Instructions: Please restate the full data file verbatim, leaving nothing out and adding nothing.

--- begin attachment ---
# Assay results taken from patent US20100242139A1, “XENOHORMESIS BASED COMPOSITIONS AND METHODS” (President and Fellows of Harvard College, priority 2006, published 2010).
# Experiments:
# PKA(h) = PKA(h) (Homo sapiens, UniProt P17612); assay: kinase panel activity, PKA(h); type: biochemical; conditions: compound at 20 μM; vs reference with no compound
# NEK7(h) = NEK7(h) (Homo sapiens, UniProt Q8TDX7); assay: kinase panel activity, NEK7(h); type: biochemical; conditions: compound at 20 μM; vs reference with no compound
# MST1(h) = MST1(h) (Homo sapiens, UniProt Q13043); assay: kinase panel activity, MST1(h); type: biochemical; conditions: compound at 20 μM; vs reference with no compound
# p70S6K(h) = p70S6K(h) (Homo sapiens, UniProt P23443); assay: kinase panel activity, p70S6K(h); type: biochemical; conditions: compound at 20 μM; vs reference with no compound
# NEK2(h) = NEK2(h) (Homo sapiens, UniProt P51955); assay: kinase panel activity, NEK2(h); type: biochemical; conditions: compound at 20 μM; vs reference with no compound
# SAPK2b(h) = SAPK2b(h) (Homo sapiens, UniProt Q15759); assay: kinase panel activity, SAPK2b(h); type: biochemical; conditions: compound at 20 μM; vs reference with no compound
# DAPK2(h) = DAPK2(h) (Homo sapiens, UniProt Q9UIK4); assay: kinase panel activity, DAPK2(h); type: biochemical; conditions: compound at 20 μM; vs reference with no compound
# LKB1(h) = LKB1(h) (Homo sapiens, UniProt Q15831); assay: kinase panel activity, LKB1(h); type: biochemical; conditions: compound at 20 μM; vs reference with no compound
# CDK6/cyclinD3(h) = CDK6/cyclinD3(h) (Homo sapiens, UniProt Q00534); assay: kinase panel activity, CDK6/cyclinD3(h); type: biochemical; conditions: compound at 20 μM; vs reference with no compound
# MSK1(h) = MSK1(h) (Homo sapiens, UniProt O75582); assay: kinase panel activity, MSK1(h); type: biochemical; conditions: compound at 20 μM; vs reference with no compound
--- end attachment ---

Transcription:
# Assay results taken from patent US20100242139A1, “XENOHORMESIS BASED COMPOSITIONS AND METHODS” (President and Fellows of Harvard College, priority 2006, published 2010).
# Experiments:
# PKA(h) = PKA(h) (Homo sapiens, UniProt P17612); assay: kinase panel activity, PKA(h); type: biochemical; conditions: compound at 20 μM; vs reference with no compound
# NEK7(h) = NEK7(h) (Homo sapiens, UniProt Q8TDX7); assay: kinase panel activity, NEK7(h); type: biochemical; conditions: compound at 20 μM; vs reference with no compound
# MST1(h) = MST1(h) (Homo sapiens, UniProt Q13043); assay: kinase panel activity, MST1(h); type: biochemical; conditions: compound at 20 μM; vs reference with no compound
# p70S6K(h) = p70S6K(h) (Homo sapiens, UniProt P23443); assay: kinase panel activity, p70S6K(h); type: biochemical; conditions: compound at 20 μM; vs reference with no compound
# NEK2(h) = NEK2(h) (Homo sapiens, UniProt P51955); assay: kinase panel activity, NEK2(h); type: biochemical; conditions: compound at 20 μM; vs reference with no compound
# SAPK2b(h) = SAPK2b(h) (Homo sapiens, UniProt Q15759); assay: kinase panel activity, SAPK2b(h); type: biochemical; conditions: compound at 20 μM; vs reference with no compound
# DAPK2(h) = DAPK2(h) (Homo sapiens, UniProt Q9UIK4); assay: kinase panel activity, DAPK2(h); type: biochemical; conditions: compound at 20 μM; vs reference with no compound
# LKB1(h) = LKB1(h) (Homo sapiens, UniProt Q15831); assay: kinase panel activity, LKB1(h); type: biochemical; conditions: compound at 20 μM; vs reference with no compound
# CDK6/cyclinD3(h) = CDK6/cyclinD3(h) (Homo sapiens, UniProt Q00534); assay: kinase panel activity, CDK6/cyclinD3(h); type: biochemical; conditions: compound at 20 μM; vs reference with no compound
# MSK1(h) = MSK1(h) (Homo sapiens, UniProt O75582); assay: kinase panel activity, MSK1(h); type: biochemical; conditions: compound at 20 μM; vs reference with no compound